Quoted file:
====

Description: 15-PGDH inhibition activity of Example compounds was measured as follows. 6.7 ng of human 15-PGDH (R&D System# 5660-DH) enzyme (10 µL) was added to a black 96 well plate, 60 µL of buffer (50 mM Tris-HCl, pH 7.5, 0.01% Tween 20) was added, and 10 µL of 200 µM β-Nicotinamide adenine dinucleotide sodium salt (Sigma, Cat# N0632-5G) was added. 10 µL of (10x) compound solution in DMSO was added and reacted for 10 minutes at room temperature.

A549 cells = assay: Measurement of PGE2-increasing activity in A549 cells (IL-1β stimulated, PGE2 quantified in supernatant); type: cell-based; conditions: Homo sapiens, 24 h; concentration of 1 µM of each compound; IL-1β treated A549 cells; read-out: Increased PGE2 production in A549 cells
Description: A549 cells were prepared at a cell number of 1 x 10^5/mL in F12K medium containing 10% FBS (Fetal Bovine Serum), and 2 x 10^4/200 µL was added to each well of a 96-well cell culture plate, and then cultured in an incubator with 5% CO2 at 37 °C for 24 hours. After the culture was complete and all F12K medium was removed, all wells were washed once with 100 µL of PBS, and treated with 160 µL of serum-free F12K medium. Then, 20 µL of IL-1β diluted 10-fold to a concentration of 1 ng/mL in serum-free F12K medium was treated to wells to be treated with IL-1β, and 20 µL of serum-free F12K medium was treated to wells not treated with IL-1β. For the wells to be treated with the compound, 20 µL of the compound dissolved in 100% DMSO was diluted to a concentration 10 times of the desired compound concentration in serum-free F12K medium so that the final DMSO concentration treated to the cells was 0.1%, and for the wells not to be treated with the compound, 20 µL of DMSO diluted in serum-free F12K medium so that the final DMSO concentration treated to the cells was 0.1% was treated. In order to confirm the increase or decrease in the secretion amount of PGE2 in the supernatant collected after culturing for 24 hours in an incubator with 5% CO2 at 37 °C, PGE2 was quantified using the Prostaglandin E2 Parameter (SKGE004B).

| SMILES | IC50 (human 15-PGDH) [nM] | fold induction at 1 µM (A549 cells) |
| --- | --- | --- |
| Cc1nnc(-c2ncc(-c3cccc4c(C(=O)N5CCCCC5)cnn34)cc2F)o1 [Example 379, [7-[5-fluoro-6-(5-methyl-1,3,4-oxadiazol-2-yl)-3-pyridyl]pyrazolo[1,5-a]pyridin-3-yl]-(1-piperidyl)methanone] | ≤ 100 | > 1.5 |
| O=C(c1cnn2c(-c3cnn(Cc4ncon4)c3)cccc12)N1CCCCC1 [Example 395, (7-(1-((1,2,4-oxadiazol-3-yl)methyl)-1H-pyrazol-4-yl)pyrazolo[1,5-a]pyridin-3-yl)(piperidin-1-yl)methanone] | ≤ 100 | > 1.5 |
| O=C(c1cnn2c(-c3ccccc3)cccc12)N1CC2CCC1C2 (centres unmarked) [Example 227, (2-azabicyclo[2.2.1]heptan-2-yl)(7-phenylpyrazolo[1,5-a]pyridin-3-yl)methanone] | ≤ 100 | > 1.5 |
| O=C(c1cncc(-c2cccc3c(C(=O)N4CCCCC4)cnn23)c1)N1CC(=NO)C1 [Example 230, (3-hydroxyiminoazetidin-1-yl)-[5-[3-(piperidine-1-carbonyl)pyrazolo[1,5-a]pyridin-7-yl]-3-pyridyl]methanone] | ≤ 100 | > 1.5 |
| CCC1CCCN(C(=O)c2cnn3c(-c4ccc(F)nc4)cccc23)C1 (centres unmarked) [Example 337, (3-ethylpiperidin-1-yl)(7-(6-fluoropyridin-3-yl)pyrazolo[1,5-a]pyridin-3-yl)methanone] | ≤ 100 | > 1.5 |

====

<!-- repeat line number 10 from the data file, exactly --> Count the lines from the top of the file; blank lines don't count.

| CCC1CCCN(C(=O)c2cnn3c(-c4ccc(F)nc4)cccc23)C1 (centres unmarked) [Example 337, (3-ethylpiperidin-1-yl)(7-(6-fluoropyridin-3-yl)pyrazolo[1,5-a]pyridin-3-yl)methanone] | ≤ 100 | > 1.5 |